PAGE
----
Moreover, if anyone were to lose sight of the higher goal, the guiding words of Nelson Mandela remain an inspiration. “Men of peace must not think about Retribution or recriminations. Courageous people do not fear forgiving for the sake of peace.”

The Truth, Reconciliation and Reparation Commission (TRRC) Act of 2017 was mandated to investigate gross human rights violations during Yahya Jammeh rule by holding live public hearings of the victims’ testimonies and confessed perpetrators of human rights violations and abuses in The Gambia twenty-two-year cruel dictatorship of Yahya Jammeh and his government.

Reconciliation and Reparation Commission’s principal purpose was straightforward: to establish the truth of what happened during the twenty-two-year reign. 

The (TRRC) is the high road taken by the leadership of President Barrow and his coalition government not by his political office but by dint of his moral courage and his commitment to reflect by his living up to which he believed.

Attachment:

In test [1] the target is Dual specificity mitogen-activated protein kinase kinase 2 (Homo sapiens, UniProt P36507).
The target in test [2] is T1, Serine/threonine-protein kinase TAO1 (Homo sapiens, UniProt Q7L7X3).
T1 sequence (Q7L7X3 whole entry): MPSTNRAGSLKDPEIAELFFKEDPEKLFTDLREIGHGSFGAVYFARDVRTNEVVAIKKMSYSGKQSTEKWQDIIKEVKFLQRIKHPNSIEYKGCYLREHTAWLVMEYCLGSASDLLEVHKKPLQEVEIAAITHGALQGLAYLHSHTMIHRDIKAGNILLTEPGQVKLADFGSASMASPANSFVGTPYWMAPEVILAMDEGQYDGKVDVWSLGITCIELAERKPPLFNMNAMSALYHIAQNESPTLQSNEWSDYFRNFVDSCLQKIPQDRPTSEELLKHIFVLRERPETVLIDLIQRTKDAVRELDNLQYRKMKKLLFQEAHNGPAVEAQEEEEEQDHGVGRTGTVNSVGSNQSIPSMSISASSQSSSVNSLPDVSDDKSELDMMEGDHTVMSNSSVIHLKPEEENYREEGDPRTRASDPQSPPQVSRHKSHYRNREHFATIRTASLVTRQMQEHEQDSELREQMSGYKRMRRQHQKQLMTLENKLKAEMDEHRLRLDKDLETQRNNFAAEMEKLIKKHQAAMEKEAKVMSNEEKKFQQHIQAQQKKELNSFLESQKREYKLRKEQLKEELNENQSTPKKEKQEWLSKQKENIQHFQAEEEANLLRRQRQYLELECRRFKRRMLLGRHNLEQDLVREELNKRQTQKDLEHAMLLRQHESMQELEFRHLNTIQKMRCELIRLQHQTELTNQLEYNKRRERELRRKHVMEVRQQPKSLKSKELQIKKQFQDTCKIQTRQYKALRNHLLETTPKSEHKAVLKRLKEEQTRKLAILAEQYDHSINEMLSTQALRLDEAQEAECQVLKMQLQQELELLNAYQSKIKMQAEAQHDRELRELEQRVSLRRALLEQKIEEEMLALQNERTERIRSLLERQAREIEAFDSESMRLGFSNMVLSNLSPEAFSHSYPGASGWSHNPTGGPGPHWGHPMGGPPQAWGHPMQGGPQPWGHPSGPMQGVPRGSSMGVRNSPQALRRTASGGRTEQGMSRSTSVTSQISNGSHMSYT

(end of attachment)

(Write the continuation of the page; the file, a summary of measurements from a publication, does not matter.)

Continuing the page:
His grace in this aspect of his leadership will indeed be his most incredible legacy and unmatched among contemporary leaders.

Furthermore, when is it time to let the past be past? Great crimes inevitably leave great legacies. How do societies move forward in the aftermath of great crimes? People can forgive, but it is better for them if and the country if they do about forgiveness. 

The mechanism of the spirit of the TRRC can provide an enforceable right to adequate compensation, including a public apology to the victims of such an exercise. 

It would be recalled that President Barrow set up the Truth, Reconciliation, and Reparation Commission (TRRC ACT,2017) enacted by the National Assembly that established the Commission. The principal purpose of the Truth, Reconciliation and Reparation Commission (TRRC) was straightforward.